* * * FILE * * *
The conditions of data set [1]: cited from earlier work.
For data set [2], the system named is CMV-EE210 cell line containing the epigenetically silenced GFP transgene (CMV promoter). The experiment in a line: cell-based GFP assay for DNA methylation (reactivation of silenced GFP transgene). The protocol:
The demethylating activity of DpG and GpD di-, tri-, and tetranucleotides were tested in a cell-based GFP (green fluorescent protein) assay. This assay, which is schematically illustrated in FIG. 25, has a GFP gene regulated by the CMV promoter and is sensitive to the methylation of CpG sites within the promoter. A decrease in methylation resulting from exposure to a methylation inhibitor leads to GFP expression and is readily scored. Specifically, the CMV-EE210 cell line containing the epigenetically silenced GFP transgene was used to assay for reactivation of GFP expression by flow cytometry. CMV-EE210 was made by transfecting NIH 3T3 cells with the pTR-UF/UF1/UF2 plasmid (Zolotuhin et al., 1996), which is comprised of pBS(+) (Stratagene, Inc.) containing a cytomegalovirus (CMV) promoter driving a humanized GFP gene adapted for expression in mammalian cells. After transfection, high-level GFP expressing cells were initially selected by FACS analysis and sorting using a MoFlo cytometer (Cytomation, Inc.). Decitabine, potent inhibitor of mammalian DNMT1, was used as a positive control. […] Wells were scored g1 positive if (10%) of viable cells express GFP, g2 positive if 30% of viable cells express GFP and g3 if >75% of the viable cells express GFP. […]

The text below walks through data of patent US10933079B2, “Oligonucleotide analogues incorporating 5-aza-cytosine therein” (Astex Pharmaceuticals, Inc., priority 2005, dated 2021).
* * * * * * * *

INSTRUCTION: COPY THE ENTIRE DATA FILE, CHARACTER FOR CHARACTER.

The conditions of data set [1]: cited from earlier work.
For data set [2], the system named is CMV-EE210 cell line containing the epigenetically silenced GFP transgene (CMV promoter). The experiment in a line: cell-based GFP assay for DNA methylation (reactivation of silenced GFP transgene). The protocol:
The demethylating activity of DpG and GpD di-, tri-, and tetranucleotides were tested in a cell-based GFP (green fluorescent protein) assay. This assay, which is schematically illustrated in FIG. 25, has a GFP gene regulated by the CMV promoter and is sensitive to the methylation of CpG sites within the promoter. A decrease in methylation resulting from exposure to a methylation inhibitor leads to GFP expression and is readily scored. Specifically, the CMV-EE210 cell line containing the epigenetically silenced GFP transgene was used to assay for reactivation of GFP expression by flow cytometry. CMV-EE210 was made by transfecting NIH 3T3 cells with the pTR-UF/UF1/UF2 plasmid (Zolotuhin et al., 1996), which is comprised of pBS(+) (Stratagene, Inc.) containing a cytomegalovirus (CMV) promoter driving a humanized GFP gene adapted for expression in mammalian cells. After transfection, high-level GFP expressing cells were initially selected by FACS analysis and sorting using a MoFlo cytometer (Cytomation, Inc.). Decitabine, potent inhibitor of mammalian DNMT1, was used as a positive control. […] Wells were scored g1 positive if (10%) of viable cells express GFP, g2 positive if 30% of viable cells express GFP and g3 if >75% of the viable cells express GFP. […]

The text below walks through data of patent US10933079B2, “Oligonucleotide analogues incorporating 5-aza-cytosine therein” (Astex Pharmaceuticals, Inc., priority 2005, dated 2021).